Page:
Astronomy: Early phases of a supernova captured
November 10, 2022
Observations of the early phases of a supernova (within hours of the star’s explosion) that occurred approximately 11.5 billion years ago are presented in a paper published in this week’s Nature.
As part of a systematic search of archival imaging from the Hubble Space Telescope, Wenlei Chen and colleagues identified images of a rapidly evolving supernova in the Abell 370 galaxy cluster obtained in December 2010. The three gravitationally lensed images show the early phases of the supernova at different times, beginning around six hours after the explosion of the star. The authors report that the supernova has a redshift (a measure of how much the Universe has expanded) of approximately 3, corresponding to the event taking place around 11.5 billion years ago. An analysis of the brightness and colour of the images suggests that rapid cooling took place over the course of around eight days. From this, the authors were able to calculate the radius of the star prior to the explosion to be about 530 times that of the Sun. This size is consistent with that of a red supergiant.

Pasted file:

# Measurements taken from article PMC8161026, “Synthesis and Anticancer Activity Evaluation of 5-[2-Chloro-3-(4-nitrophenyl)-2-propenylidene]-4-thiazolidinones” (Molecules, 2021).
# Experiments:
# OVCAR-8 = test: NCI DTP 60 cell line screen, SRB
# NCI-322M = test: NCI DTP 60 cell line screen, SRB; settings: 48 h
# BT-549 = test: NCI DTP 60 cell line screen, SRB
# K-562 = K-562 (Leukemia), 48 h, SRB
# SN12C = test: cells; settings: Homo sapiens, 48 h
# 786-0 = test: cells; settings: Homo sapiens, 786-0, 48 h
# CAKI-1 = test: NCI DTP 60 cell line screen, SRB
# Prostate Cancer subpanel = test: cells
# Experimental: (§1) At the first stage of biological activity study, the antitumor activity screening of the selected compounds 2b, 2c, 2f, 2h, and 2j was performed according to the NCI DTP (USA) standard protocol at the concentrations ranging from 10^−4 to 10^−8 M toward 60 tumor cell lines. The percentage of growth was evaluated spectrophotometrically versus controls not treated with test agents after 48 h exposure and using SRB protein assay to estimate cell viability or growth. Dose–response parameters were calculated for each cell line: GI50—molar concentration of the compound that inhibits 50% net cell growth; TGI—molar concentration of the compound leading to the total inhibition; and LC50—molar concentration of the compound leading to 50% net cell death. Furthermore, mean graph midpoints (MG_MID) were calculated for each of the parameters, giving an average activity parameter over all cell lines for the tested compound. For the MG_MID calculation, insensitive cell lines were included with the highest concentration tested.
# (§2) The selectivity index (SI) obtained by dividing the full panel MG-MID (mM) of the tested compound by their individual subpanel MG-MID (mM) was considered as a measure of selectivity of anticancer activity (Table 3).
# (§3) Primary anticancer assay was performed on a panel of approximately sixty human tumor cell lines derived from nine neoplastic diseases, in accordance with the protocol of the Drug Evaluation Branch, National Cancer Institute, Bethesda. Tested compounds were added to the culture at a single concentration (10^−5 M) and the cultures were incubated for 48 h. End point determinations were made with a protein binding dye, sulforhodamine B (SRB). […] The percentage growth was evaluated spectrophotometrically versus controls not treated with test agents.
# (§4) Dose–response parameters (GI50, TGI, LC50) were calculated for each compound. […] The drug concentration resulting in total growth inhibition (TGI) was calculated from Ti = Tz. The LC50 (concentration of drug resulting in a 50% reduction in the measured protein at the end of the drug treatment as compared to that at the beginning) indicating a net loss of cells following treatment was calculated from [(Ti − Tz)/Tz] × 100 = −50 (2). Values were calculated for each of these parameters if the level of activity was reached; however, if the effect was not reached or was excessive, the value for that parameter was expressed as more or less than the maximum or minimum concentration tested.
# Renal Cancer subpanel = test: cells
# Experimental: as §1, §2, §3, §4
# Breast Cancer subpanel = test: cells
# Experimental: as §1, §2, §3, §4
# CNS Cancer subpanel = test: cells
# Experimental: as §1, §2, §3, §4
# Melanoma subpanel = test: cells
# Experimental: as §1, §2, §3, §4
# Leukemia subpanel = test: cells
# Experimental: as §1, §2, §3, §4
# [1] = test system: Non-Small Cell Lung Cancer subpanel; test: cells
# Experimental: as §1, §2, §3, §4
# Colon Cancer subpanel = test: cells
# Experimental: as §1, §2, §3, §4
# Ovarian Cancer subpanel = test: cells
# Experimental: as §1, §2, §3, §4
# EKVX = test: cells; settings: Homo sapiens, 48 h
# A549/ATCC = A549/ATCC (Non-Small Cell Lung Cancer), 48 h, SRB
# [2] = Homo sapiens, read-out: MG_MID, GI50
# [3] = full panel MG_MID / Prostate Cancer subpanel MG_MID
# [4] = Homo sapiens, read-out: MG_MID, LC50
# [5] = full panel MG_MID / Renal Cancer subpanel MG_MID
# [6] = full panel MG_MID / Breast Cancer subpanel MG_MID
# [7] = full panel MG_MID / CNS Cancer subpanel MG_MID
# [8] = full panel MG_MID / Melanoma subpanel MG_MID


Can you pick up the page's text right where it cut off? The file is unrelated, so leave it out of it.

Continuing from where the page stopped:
Chen and co-authors suggest that the discovery of further gravitationally lensed supernovae offer the opportunity to study massive stellar populations at high redshift.
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